I have a colleague working on a data collection protocol, and we have a question I'm hoping to crowd source through all of you. He's interested in observing how park visitors interact with wild horses on Cape Lookout National Seashore. They'll train field techs in an observation protocol, and one of their tasks is estimating age of the visitors. In the past, they've used the following age categories (previously used before in similar studies):
Child = Children from infancy to 12 years of age as children.
Teen = Code adolescents from 13 to 20 years of age as teenagers.
Adult = Code people from 21 to 59 years of age as adults.
Senior = Code people 60 years of age and older as seniors.
They are interested in tracking how visitor behavior and activity, as moderated by distance, affect horses' behavior and activity budget (kind of "forced energy expenditure" from the horse's perspective). The PI was curious as to whether these categories are appropriate for environmental behaviors of children. My take is that most of the EE lit focuses on intended rather than observed behaviors, but that the 12-20 age range does seem to be pretty broad in terms of differences between late elementary/early middle and high school students in terms of environmental engagement and intended behaviors. I thought he might try splitting the group into 12-15 and 15-20 and seeing if there's a difference (and aggregating if it doesn't work out).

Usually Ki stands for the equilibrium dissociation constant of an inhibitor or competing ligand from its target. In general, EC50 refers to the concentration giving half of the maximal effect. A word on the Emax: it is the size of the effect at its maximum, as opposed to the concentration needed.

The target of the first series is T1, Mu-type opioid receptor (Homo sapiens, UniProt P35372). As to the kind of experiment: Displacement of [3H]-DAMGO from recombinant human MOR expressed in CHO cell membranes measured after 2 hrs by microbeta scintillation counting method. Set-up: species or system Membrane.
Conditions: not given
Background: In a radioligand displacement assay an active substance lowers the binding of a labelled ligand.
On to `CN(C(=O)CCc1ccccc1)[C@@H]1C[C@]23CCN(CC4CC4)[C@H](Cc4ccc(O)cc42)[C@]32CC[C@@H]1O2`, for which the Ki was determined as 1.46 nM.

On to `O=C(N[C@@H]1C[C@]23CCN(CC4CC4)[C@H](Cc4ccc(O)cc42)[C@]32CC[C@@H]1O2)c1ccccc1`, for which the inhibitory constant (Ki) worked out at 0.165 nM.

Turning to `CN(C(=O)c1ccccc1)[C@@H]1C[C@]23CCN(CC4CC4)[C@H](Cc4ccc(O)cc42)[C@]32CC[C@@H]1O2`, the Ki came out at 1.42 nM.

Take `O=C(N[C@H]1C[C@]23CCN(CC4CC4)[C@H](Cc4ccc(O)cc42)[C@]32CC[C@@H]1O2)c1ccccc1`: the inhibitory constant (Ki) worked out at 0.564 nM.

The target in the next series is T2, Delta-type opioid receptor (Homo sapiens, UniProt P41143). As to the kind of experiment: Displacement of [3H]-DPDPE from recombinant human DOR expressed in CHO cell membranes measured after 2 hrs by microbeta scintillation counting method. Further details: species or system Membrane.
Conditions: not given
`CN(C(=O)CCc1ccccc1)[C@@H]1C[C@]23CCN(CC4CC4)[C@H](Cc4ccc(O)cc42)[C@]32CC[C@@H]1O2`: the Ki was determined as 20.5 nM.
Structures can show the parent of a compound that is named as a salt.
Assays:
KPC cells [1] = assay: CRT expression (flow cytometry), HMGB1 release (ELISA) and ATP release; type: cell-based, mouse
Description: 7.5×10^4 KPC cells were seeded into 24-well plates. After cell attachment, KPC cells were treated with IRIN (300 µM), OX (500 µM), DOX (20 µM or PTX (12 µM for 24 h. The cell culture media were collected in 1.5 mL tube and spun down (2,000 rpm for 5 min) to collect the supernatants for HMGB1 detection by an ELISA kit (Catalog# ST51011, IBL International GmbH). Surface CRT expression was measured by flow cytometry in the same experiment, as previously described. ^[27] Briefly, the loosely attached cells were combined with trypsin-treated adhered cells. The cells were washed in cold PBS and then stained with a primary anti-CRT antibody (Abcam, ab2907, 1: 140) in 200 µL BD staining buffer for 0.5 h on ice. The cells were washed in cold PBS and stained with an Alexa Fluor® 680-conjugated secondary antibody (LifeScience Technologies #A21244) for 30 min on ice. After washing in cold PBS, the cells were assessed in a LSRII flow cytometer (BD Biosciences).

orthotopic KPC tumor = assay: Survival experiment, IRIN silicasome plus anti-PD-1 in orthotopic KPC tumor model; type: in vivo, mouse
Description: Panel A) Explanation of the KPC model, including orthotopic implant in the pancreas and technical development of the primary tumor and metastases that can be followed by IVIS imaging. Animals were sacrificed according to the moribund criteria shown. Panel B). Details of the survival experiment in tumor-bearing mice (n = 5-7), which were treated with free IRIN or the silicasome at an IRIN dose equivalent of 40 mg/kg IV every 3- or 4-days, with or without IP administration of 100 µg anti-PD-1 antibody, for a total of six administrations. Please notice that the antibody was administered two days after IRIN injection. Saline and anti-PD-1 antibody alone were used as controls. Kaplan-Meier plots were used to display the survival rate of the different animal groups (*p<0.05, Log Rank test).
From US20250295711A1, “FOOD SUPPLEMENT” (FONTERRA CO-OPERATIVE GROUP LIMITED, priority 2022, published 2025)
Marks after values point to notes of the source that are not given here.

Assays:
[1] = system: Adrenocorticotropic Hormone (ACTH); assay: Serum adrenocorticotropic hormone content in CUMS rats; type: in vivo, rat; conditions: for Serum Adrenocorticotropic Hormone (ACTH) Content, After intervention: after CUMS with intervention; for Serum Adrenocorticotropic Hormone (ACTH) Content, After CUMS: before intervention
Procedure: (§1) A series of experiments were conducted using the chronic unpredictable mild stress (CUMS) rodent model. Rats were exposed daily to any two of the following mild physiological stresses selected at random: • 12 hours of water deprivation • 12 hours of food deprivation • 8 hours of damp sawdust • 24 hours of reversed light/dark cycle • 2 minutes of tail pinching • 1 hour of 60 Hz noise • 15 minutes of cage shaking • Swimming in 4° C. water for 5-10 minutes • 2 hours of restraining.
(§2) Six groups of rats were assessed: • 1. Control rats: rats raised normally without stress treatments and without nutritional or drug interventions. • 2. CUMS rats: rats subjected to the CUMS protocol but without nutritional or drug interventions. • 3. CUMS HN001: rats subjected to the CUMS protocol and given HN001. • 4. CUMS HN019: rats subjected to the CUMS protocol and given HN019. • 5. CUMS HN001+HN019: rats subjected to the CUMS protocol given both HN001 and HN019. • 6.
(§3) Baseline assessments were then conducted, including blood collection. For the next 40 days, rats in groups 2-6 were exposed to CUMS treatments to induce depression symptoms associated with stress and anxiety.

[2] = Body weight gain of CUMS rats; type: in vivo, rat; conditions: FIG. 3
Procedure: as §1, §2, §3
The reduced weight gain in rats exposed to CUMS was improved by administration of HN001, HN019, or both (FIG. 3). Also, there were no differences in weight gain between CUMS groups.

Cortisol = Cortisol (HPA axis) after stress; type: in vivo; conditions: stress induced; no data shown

So - questions for the group:
1. Any more thoughts on this age grouping from your perspective?
2. If we wanted to partition kids ages, any protocols out there for helping field techs eye ball ages of kids without actually talking to them?
Thanks for any and all resources!